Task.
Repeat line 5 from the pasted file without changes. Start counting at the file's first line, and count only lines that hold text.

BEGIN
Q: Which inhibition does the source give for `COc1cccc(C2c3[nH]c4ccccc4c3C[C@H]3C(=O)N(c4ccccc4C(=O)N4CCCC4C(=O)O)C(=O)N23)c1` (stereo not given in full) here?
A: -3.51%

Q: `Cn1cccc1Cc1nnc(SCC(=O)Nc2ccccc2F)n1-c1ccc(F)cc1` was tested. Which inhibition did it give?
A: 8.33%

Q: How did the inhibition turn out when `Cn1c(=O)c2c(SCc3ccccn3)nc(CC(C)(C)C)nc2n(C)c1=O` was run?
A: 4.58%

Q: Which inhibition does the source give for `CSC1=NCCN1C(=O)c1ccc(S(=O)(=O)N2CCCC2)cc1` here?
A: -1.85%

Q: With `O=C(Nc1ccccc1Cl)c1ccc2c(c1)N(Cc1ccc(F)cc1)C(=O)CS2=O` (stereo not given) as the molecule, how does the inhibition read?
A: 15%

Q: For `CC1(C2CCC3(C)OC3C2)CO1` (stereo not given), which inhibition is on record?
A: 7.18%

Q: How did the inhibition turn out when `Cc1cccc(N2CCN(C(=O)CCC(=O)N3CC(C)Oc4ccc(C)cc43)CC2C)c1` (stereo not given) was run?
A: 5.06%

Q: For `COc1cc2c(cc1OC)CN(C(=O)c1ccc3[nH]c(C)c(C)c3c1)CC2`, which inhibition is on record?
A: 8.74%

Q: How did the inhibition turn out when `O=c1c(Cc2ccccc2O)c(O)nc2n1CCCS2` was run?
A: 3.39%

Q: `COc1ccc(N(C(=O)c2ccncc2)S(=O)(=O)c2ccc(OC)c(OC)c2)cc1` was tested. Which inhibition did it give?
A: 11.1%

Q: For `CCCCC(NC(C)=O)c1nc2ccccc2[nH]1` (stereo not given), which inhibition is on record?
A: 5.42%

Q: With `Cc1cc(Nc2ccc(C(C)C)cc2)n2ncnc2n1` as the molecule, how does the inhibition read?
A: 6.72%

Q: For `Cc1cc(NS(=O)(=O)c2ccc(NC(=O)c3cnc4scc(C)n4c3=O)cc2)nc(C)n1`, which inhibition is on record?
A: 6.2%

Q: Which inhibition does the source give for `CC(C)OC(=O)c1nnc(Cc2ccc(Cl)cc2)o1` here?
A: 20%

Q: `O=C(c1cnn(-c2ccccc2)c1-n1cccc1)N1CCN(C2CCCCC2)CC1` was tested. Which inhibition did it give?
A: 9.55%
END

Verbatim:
Q: How did the inhibition turn out when `Cn1c(=O)c2c(SCc3ccccn3)nc(CC(C)(C)C)nc2n(C)c1=O` was run?